Sunday, January 8, 2012

Story Sundays: Comma, Hilary Mantel

"Comma," by Hilary Mantel (in The Guardian, August 13, 2010) is a dark and suspenseful story of a little girl and her forbidden friendship with Mary Joplin, a slightly older child from a less well off, looked-down upon family. Despite being warned away from Mary, the narrator sneaks out with her, and the two girls spend their summer days exploring the town, especially sneaking onto the grounds of the home of the Hathaways, a wealthy family who lives just beyond the graveyard. Mary insists that if they watch long enough, they will see the "comma", and one night they stay late enough that they do. The tenderness they witness there brings out Mary's jealousy, and causes her to act out.

I've been meaning to read Hilary Mantel's books for a while but haven't gotten to them yet, and so was delighted to have the chance to get to know her writing a bit through this short story. I especially enjoyed the way she captured the tension and inequalities inherent in this unlikely relationship - they put the reader on alert. The narrator is drawn to Mary because she is different, taboo, and perhaps a bit dangerous. But while she goes to meet her every day, the narrator carefully navigates her ambivalence about the friendship, for she is not exactly a loyal friend to Mary. When the girl makes excuses about her whereabouts to her mother and aunt, she makes them at Mary's expense, and they all have a good laugh over the Joplin family. The story ends with a later-in-life meeting between the now-grown women, the emotional content of which rings stark and a bit sad, but sadly true.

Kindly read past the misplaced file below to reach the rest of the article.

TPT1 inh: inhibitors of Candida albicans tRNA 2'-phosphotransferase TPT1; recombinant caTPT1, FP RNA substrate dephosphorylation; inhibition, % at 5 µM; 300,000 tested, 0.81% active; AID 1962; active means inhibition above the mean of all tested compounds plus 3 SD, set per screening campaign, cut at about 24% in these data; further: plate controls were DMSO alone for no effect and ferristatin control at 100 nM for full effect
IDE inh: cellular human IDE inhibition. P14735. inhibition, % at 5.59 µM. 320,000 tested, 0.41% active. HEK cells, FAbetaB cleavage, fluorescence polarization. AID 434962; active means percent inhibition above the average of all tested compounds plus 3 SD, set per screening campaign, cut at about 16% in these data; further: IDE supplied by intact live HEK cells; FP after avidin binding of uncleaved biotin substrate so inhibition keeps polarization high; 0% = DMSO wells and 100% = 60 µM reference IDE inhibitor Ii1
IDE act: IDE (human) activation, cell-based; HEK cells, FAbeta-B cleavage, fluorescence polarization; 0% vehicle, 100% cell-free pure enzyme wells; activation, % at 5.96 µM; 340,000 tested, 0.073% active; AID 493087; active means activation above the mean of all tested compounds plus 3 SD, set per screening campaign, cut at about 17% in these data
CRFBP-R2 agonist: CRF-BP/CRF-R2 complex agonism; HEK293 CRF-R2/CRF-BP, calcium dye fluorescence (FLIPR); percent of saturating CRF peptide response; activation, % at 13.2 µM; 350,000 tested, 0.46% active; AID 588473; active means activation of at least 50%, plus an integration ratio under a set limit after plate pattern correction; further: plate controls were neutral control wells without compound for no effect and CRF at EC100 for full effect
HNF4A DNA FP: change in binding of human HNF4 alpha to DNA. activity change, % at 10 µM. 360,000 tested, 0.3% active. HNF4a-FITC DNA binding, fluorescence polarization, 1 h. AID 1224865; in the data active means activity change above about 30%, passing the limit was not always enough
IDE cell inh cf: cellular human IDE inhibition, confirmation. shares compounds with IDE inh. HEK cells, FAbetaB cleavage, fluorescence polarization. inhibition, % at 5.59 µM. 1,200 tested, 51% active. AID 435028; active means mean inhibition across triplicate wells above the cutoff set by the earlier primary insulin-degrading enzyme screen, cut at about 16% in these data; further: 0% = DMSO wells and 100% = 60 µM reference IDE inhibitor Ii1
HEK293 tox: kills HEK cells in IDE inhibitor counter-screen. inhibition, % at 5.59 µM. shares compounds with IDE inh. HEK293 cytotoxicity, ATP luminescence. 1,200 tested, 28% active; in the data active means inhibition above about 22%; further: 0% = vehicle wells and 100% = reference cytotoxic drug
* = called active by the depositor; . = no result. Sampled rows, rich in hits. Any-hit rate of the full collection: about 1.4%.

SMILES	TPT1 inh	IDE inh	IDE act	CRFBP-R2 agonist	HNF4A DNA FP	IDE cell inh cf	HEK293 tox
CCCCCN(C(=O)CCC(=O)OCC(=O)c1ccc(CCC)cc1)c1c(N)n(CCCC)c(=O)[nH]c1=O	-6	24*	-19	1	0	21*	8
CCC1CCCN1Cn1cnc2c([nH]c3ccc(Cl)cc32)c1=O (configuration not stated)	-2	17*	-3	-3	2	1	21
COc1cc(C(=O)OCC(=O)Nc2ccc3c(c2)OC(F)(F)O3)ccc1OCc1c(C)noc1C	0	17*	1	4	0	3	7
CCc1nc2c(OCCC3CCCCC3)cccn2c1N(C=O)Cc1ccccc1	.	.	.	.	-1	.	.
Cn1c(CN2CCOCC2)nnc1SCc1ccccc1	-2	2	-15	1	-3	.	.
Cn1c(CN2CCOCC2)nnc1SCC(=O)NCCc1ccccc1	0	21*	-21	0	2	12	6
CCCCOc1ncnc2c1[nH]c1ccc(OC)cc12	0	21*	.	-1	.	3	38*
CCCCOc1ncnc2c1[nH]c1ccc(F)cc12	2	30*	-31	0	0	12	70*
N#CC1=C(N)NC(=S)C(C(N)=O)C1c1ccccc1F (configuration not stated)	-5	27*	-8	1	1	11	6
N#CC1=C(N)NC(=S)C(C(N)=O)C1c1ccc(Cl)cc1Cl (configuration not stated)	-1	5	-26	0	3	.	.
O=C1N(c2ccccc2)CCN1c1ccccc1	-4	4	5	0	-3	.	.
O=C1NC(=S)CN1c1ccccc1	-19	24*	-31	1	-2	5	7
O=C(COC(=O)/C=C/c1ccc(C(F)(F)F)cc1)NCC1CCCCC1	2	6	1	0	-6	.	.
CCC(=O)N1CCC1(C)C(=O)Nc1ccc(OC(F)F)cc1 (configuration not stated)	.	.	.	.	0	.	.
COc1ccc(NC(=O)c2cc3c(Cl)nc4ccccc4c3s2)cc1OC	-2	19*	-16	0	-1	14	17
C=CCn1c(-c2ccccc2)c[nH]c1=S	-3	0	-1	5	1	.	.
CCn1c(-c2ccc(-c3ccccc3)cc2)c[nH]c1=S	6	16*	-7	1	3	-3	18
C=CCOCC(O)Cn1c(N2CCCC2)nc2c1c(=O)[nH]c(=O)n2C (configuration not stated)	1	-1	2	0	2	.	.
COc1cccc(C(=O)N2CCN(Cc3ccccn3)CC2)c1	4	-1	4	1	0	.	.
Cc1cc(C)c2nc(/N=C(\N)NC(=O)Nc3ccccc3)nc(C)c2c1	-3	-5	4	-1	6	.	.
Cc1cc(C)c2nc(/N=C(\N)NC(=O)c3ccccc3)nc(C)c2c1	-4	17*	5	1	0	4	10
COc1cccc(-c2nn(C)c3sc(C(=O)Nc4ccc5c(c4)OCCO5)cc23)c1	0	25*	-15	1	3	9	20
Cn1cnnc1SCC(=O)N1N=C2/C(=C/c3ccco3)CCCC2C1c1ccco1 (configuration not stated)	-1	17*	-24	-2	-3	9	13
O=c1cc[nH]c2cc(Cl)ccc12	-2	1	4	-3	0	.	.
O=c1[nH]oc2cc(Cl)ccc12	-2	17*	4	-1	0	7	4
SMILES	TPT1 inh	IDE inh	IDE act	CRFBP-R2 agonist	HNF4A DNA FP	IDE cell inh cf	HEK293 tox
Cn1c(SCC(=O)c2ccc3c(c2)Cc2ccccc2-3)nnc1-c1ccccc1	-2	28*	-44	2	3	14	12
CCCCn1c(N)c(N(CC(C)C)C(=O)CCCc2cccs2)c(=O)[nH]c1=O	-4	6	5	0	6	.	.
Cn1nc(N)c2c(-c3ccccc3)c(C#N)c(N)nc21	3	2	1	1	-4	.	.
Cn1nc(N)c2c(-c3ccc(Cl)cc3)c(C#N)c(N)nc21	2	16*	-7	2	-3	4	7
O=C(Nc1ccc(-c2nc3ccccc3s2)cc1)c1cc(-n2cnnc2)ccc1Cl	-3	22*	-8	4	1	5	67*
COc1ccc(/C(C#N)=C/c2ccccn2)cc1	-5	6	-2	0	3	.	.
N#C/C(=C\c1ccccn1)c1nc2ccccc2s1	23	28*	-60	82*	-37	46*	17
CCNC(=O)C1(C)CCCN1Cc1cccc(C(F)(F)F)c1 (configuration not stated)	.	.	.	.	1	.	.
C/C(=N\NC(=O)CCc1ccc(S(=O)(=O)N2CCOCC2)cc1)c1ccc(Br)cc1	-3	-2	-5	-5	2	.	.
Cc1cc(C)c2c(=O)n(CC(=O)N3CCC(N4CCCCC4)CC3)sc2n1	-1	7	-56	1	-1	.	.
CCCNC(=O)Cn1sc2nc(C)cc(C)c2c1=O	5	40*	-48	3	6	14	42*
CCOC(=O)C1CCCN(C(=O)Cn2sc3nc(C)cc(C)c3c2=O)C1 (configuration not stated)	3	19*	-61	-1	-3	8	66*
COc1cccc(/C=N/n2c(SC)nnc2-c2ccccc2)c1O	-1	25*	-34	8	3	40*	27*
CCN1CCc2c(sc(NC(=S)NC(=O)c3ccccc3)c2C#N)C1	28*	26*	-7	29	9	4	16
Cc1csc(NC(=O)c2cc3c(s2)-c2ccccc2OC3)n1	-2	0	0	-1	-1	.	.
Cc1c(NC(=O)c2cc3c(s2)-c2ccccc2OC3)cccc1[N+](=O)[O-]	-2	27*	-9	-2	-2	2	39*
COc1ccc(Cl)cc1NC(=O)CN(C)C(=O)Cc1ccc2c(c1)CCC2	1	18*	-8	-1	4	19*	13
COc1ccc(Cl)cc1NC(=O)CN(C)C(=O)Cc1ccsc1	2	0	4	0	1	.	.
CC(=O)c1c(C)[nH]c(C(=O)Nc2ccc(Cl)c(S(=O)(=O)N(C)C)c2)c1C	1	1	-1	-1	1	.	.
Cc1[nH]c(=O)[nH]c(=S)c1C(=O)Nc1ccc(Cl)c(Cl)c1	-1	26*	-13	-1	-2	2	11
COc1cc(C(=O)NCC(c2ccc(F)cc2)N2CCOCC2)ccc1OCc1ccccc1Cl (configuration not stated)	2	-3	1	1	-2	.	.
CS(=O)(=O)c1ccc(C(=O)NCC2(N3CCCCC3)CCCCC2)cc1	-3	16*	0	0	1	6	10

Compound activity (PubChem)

You can read Comma here. I'd love to hear your thoughts on the story. For those of you who have read other books by Hilary Mantel, how does "Comma" compare? Which of her books do you most recommend? Are you looking forward to the soon-to-be released sequel to Wolf Hall?

Story Sundays are all about short fiction here on the blog. This weekly meme was created by Ellen at Fat Books, Thin Women and is also celebrated at Novelniche: A Place for Books. Be sure to check out their blogs for wonderful short fiction selections and other excellent reviews. All stories reviewed can be read free online.


  1. I haven't read anything by this author. But the story sounds compelling, plus I enjoy short stories. The photo of the house seems creepy, yet adventurous. Something you'd see as as kid and be afraid of or as an adult and be curious about.

  2. Am I looking forward to Wolf Hall's sequel? Do silkworms need to build cocoons?

    They do. And I'm looking forward to the sequel like nothing else.

  3. Lena, thanks, yes there is a definite draw to the house in the story- maybe everyone has a childhood memory of an alluring mystery house of one kind or another.

    Bibliobio - lol! Seems like a good time for the rest of us to start catching up. Also noticed she had a few short story collections out - any opinion on those?

  4. I wasn't even aware that Mantel wrote short stories. I'm headed over to check this out now. Thanks!


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